ArticleDecember 16, 2022 · 3 min read time
A player in the aviation industry wanted to experiment with continuous improvement in a multi-vendor environment. An airline makes money when the aircraft is in the air. This motivates them to minimise the time the plane spends on the ground. During the six-month-long pilot program, the parties created a shared understanding of how to optimise the aircraft’s turnaround process using data analytics. The business environment has multiple companies working together for a common goal.
Most agile frameworks share a common set of values and principles based on lean and agile thinking. Lean practices were the best fit to start optimising the operations of the customer working in the aviation industry.
Data analytics formed the base for the cooperation model and revealed bottlenecks
In aviation, precisely defined processes create strict frameworks for airline operations. There can, however, be a lot of variation within these frames. The customer had a strong desire to improve their operations and optimise the time it takes to turn the aircraft around.
The turnaround process of an aircraft refers to the time an aircraft spends at the airport between flights. Here, time is money, as the airline makes money when the aeroplane is airborne. Multiple tasks need to be completed in a given order during the time the aircraft spends on the ground. These tasks, which different suppliers perform, include emptying the aircraft of passengers, cleaning, receiving new passengers, refueling, and catering, among others.
Multiple suppliers participated in the pilot program as a different entity is responsible for each subtask, such as cleaning or catering. The customer had previously optimised the process but had not reached the desired results. The previous attempt lacked a cooperation model that would bring a number of different suppliers together. Data analytics and process mining were vital in building this cooperation model because these encouraged each party to examine their actions objectively. Access to acquired data also makes it easy to pinpoint what needs to be done, providing an accurate view of the big picture from the beginning.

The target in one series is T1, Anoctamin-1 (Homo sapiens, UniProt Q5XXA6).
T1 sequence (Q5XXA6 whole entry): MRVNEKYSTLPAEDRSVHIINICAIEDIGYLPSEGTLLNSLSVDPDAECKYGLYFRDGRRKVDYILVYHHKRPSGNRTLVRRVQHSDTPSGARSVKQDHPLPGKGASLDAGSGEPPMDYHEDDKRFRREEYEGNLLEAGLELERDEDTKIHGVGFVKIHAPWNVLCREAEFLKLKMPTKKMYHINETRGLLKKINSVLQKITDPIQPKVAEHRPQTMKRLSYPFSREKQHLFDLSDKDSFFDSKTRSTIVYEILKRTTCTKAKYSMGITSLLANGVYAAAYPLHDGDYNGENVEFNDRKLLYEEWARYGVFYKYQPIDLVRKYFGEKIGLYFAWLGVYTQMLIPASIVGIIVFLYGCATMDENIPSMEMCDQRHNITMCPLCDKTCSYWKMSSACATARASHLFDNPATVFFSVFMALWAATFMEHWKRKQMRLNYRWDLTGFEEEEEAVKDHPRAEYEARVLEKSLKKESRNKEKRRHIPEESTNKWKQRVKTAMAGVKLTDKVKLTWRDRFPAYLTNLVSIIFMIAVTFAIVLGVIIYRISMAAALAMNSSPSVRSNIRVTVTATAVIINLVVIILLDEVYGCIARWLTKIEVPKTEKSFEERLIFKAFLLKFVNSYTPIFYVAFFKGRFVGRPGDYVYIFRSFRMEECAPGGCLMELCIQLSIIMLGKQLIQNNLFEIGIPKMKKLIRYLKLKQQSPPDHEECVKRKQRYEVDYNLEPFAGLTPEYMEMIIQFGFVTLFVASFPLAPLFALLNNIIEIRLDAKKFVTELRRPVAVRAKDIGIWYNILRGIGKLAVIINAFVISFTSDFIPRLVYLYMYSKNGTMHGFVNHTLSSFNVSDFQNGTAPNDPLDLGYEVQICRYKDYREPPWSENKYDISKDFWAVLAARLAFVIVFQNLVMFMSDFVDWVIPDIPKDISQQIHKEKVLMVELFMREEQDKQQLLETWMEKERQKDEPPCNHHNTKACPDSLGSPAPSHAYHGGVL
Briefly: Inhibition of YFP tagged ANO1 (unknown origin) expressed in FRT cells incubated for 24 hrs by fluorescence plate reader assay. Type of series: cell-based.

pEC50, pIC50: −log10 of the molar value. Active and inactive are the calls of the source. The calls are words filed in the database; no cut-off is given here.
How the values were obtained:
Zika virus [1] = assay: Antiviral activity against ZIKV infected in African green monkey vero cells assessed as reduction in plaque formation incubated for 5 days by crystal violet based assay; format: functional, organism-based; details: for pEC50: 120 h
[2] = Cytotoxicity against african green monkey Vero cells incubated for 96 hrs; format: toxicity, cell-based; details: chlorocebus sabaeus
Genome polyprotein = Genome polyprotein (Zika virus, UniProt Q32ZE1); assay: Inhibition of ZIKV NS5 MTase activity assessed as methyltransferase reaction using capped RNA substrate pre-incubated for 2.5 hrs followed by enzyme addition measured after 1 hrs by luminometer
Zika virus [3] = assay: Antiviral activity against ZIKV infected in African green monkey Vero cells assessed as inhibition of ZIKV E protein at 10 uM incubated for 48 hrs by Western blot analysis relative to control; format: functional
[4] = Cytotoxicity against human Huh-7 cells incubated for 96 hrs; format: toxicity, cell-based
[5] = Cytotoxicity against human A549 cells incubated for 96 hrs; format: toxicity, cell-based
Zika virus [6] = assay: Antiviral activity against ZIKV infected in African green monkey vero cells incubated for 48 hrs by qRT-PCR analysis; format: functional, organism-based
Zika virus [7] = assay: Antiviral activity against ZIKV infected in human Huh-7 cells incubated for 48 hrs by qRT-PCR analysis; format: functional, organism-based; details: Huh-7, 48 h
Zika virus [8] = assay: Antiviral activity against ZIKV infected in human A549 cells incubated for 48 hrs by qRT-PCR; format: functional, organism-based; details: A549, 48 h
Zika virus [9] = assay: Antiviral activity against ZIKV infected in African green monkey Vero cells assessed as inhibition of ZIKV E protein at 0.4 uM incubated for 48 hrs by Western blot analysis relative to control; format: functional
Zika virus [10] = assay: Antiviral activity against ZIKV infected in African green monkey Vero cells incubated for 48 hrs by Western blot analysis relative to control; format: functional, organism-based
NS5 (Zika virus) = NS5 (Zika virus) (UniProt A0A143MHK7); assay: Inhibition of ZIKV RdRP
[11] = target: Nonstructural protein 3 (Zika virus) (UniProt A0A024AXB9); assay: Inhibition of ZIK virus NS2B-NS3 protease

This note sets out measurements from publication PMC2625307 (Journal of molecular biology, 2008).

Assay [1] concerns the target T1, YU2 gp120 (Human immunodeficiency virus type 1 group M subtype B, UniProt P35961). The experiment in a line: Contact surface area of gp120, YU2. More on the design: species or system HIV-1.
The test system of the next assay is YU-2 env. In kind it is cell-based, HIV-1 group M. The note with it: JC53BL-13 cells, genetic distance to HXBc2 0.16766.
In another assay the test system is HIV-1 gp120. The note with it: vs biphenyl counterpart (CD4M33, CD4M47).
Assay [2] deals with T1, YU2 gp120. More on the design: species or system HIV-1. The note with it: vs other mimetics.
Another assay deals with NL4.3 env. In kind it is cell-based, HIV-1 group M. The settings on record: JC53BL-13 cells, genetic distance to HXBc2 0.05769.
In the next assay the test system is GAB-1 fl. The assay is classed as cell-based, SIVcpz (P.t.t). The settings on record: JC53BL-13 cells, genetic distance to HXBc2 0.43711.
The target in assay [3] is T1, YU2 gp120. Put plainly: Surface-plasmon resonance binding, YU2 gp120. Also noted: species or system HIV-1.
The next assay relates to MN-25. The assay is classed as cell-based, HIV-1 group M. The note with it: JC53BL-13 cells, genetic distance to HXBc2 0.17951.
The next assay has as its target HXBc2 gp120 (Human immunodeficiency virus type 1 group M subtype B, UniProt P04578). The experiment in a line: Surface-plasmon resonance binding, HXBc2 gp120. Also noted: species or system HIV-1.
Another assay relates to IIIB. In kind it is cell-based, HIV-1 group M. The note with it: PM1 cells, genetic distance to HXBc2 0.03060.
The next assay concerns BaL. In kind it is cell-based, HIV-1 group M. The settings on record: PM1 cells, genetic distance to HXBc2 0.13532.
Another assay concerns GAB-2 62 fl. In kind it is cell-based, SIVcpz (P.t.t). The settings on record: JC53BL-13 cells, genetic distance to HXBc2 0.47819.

Process mining means modeling an organisation's current processes based on collected data. The events are gathered from the organisation’s information systems, after which they are visualised and analysed for business development.
The customer had a lot of operative data but did not have the tools or a systematic approach for analysing it. Hence, a data analysis model of the aircraft’s turnaround process was built. The data includes everything that happens when a plane is at the airport between flights. A visual representation of the process was made based on the data, and everyone involved could easily see the challenges in the process.
The bottlenecks of the turnaround process were visualised through process mining. Lean practices helped the participants find the root causes of the bottlenecks and solve them in the joint workshops. Data analytics thus formed a systematic and solid foundation for the workshops.
Creating a model of continuous improvement with Lean practices
Aviation is an interesting yet challenging environment for development due to strict regulations. Diverse sub-contractors and many locations characterise the field. Joint workshops of all parties involved formed the foundation for this pilot program. The objective data formed the basis for the work which meant that discussing different issues and challenges in these workshops was constructive from the start.
Representatives from different entities attended the workshops like flight captains, catering, cleaning, and refueling. All participants were trained on the basics of Lean and Kaizen, the main tools for the development work. Then, during the workshops, a routine for continuous improvement was created, which extensively involved the various parties in the process. Lean practices were also the key to strengthening a culture of continuous improvement.
Kaizen (改善) is Japanese and means continuous improvement in small steps. Kaizen is based on Lean thinking and is used to improve different processes.
Having several parties participate in the workshops and bring their expertise to the table made it possible to create all-encompassing visibility for the turnaround process of the aircraft. The data collected for process mining brought transparency to the current state and enabled an open discussion about the root causes of the challenges. Finally, openness made it easier to find solutions together.
Discussing the challenges with the right expertise regardless of which company the expert belonged to was perceived as a success. Practical experiments were the concrete results of the Lean workshops. Experiments were validated immediately in the field, resulting in more understanding and a solid base for further decisions.